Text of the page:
Jacqueline Kelly won the Newbery Honor for The Evolution of Calpurnia Tate, her first book. She was born in New Zealand and raised in Canada, in the dense rainforests of Vancouver Island. Her family then moved to El Paso, Texas, and Kelly attended college in El Paso, then went on to medical school in Galveston. After practicing medicine for many years, she went to law school at the University of Texas, and after several years of law practice, realized she wanted to write fiction. Her first story was published in the Mississippi Review in 2001. She now makes her home with her husband and various cats and dogs in Austin and Fentress, Texas.

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The Evolution of Calpurnia Tate 4.2 out of 5 based on 0 ratings. 129 reviews.
Kateh12783 More than 1 year ago
This book is truly wonderful. At first, I thought I was going to have a hard time finishing it, but the farther I got into it, the harder it was to put down. I almost felt as though I was walking alongside Calpurnia in the summer of 1899 on her search for her identity among a family of six brothers and struggling for all intents and purposes, against fulfilling the traditionally female roles at the turn of the century. Calpurnia is a young girl, eleven years old facing the brink of puberty and what that means for the remains of her life - grooming to be a housewife and mother, not something that Calpurnia is the least bit interested in. As she sets out in hopes of avoiding her mother and the never-ending array of chores set aside for 'girls', Calpurnia ends up taking to her grandfather and is gradually drawn in to his love of exploration and all things science. Soon, Calpurnia begins reading Darwin's Evolution of the Species and despite struggling with the text, continues to show an interest in the topic. Together with her grandfather, Calpurnia is slowing recognizing exactly what it is she's searching for in her life and by the end of the story is more determined than ever to break the stereotypical role inflicted on women by society and dreams to attend college to study science. This is definitely a worthy read for girls in fourth-seventh grade, especially if they already show a budding interest in science or are struggling to appreciate science. The story would also fit well as part of an integrated unit on evolution, as the subject is highly touched upon in the story.
Mother-Daughter-Book-Club More than 1 year ago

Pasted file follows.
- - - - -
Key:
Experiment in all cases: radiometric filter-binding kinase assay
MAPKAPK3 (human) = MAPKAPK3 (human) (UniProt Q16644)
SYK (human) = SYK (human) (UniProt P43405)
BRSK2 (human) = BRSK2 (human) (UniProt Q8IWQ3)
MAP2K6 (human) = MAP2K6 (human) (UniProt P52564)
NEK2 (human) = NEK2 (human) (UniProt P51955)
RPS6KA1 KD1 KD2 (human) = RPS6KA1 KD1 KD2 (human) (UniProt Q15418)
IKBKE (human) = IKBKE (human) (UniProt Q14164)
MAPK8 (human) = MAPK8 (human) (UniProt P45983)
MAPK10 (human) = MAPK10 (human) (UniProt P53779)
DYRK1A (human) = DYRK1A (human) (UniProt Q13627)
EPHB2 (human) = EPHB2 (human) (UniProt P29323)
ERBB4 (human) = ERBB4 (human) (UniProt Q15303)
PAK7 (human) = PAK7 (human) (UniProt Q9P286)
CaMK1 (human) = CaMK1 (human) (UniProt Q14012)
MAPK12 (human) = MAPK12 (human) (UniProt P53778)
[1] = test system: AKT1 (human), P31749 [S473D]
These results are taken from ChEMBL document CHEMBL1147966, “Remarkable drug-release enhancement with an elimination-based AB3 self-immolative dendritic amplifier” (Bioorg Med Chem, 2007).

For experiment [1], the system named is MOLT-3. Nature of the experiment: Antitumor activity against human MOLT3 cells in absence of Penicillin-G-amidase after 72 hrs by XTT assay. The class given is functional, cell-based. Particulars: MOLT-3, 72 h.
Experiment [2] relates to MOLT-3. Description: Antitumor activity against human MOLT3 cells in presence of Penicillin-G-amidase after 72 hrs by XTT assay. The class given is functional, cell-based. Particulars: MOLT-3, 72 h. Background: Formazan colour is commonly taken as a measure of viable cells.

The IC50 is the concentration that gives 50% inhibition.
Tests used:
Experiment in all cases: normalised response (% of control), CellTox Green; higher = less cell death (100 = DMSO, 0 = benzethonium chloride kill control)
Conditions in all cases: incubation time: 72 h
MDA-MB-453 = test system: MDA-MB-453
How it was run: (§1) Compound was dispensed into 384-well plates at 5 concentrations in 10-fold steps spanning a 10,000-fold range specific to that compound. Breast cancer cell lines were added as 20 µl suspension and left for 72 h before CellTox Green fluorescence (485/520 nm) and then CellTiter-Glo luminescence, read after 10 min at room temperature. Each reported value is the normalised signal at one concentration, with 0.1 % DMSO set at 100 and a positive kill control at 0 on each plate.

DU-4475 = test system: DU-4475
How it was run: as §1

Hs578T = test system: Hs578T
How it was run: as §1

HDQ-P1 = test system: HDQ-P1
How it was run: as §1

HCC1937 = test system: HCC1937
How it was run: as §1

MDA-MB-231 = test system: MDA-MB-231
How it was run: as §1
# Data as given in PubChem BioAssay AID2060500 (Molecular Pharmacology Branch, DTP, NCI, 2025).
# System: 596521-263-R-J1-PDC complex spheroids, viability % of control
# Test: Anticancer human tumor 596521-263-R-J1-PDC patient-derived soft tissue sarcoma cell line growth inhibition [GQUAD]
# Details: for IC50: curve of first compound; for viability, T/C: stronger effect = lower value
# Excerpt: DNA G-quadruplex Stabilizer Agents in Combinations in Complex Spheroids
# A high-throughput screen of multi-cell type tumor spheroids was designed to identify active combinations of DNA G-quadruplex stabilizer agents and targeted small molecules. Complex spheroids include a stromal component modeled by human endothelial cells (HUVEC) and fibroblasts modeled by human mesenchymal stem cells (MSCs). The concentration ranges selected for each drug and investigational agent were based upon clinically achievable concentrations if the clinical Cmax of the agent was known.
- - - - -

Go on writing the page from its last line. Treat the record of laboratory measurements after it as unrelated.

The summer of Calpurnia Virginia Tate's 11th birthday was a hot one. Everyone in her large family suffered from the heat in their Fentress, Texas home, but as Calpurnia was the only girl in a family of seven children, she also found freedom during afternoon naptime. That's when she stole away from her room and down to the river, where she floated dreamily in the cool water. During her outings away from the noise of having six brothers, Calpurnia discovers the natural world and starts making observations about it in her notebook. She also screws up her courage to talk to her grandfather, a shadowy figure who spends most of his time by himself caught up in reading or scientific experiments. But when her grandfather discovers that Calpurnia's interest is genuine, he begins to include her in his experiments and observations. When they believe they discover a new species of vetch, they send it in to the Smithsonian for judgment. Calpurnia's activities with her grandfather brings up a conflict with Calpurnia's mother, who believes that in the year 1899 girls must prepare to be women who run households, and nothing more. That means cooking, sewing, knitting and tatting, all occupations Calpurnia abhors. As she struggles to follow her heart's desire, Calpurnia must discover if there are options for women in her time who have interests other than the domestic. The Evolution of Calpurnia Tate by Jacqueline Kelly is historical fiction that reveals turn-of-the-last-century times in rural Texas. It was a time not very far removed from the Civil War, and Calpurnia's grandfather as well as many others in town fought in the war. The Tate family farms cotton, and they are wealthy by the standards of most people in town. They have a housekeeper and a cook as well as regular farm hands, and while the children have daily chores, they don't have the responsibility of making the farm productive. This was also a time when Charles Darwin's The Origin of Species was making an impact. It had been published for about 50 years, but his conclusions were still hotly debated, and as Calpurnia found out, some libraries refused to carry copies of the book. Each chapter begins with a quote from Darwin that's applicable to the action to come. As the book progresses, Calpurnia grows in her ability to understand the people and the world around her through observations made with a microscope and her regular vision. This book is sure to delight mother-daughter book clubs with girls aged 12 and up. Discussions can center on the differences between life for girls and women in 1899 versus life now, living up to the expectations of your parents versus following your heart, and scientific experiences. Girls may even find inspiration for a school science project, and groups can even tie in craft or sewing projects. I highly recommend it.